US Rejected Iraq's Call for Airstrikes

Militants vow to take fight to Baghdad
By Rob Quinn,  Newser Staff
Posted Jun 12, 2014 12:49 AM CDT
Updated Jun 12, 2014 2:30 AM CDT
US Rejected Iraq's Call for Airstrikes
A militant leader is seen next to a burning police vehicle in Iraq's Anbar Province.    (AP Photo via Militant Website, File)

As the scale of the threat from militants who have now seized several Iraqi cities became clear, Iraq's government asked the US to strike militant positions—only to find Washington, somewhat unsurprisingly, reluctant to become involved in new military action in the country. Requests for both manned and unmanned strikes on militant staging areas in the west of the country were rebuffed, American and Iraqi officials tell the New York Times. The US says it is preparing to send new aid to Iraq, the AP reports, but lawmakers want to see Prime Minister Nouri al-Maliki change tactics that have raised sectarian tensions and boosted the Sunni insurgency.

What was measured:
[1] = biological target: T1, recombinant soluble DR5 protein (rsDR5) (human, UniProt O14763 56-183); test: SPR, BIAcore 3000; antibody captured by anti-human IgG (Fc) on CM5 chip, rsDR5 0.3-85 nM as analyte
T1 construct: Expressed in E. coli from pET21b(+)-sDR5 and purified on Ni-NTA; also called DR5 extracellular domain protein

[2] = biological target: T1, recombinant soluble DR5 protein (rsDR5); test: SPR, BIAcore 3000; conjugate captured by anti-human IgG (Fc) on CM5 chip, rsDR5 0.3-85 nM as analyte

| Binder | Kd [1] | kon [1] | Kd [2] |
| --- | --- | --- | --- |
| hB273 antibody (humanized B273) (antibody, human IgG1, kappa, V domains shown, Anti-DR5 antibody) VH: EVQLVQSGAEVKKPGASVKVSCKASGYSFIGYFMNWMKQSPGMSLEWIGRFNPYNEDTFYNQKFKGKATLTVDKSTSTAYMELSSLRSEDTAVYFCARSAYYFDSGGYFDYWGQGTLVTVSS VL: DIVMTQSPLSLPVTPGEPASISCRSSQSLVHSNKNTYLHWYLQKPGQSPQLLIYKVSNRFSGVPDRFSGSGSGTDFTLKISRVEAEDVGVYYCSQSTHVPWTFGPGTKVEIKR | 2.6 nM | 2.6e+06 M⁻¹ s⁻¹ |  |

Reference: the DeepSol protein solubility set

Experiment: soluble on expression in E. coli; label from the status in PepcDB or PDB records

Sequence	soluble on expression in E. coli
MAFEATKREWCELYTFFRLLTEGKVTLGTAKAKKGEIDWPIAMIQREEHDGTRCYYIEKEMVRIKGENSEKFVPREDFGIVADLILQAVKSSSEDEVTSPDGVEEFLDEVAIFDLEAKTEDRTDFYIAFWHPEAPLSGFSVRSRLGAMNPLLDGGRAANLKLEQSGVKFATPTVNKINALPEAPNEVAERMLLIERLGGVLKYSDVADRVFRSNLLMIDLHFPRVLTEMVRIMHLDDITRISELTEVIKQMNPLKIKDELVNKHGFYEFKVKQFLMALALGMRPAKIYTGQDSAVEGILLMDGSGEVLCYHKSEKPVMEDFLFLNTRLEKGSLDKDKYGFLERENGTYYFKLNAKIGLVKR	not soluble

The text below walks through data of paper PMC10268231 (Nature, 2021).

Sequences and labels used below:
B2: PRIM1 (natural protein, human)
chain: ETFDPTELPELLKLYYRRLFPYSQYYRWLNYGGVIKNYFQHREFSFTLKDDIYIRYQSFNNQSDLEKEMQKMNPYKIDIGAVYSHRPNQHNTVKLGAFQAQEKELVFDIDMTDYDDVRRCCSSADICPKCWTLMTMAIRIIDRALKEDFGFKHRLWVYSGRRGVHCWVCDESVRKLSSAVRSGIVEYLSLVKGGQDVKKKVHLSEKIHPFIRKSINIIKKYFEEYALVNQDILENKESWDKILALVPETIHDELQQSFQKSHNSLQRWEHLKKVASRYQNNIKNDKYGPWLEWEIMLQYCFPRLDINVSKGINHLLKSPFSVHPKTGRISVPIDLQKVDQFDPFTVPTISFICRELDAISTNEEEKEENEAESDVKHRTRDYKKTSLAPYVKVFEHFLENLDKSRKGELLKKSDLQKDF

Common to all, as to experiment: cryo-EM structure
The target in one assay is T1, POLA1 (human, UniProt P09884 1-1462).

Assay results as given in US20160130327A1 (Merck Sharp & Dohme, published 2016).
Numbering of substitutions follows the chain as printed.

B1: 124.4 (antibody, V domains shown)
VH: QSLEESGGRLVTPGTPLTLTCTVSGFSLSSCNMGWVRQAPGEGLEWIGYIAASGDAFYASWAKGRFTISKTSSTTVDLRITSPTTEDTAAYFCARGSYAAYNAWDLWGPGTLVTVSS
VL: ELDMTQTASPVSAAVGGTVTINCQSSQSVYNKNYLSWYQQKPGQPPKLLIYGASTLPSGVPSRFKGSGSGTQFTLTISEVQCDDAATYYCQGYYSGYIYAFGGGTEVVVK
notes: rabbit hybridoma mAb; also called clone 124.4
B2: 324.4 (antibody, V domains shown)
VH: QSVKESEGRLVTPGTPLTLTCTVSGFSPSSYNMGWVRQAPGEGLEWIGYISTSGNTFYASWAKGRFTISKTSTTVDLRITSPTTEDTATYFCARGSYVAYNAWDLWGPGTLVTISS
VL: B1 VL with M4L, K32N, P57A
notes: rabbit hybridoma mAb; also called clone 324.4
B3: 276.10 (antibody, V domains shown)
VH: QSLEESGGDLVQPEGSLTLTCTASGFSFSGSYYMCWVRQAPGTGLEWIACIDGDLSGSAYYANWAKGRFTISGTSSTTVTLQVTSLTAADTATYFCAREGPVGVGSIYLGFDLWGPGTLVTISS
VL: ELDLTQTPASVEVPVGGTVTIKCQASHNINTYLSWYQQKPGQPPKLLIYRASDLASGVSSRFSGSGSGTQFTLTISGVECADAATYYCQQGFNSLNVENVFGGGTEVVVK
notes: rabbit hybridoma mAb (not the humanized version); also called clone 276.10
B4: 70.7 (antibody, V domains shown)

The White House says it will work with Congress to provide "flexibility and resources" to help Iraq "effectively and sustainably" contain the Islamic State in Iraq and Syria, and a senior official speaking under condition of anonymity says drone strikes are still an option. More than 500,000 people have fled the fighting in Iraq and the militants plan to continue the push, CNN reports. In a recording issued last night, militant leaders urged fighters not to "give up a hand's width of ground you've liberated" and promised that the fight would be taken to Baghdad. (More Iraq stories.)

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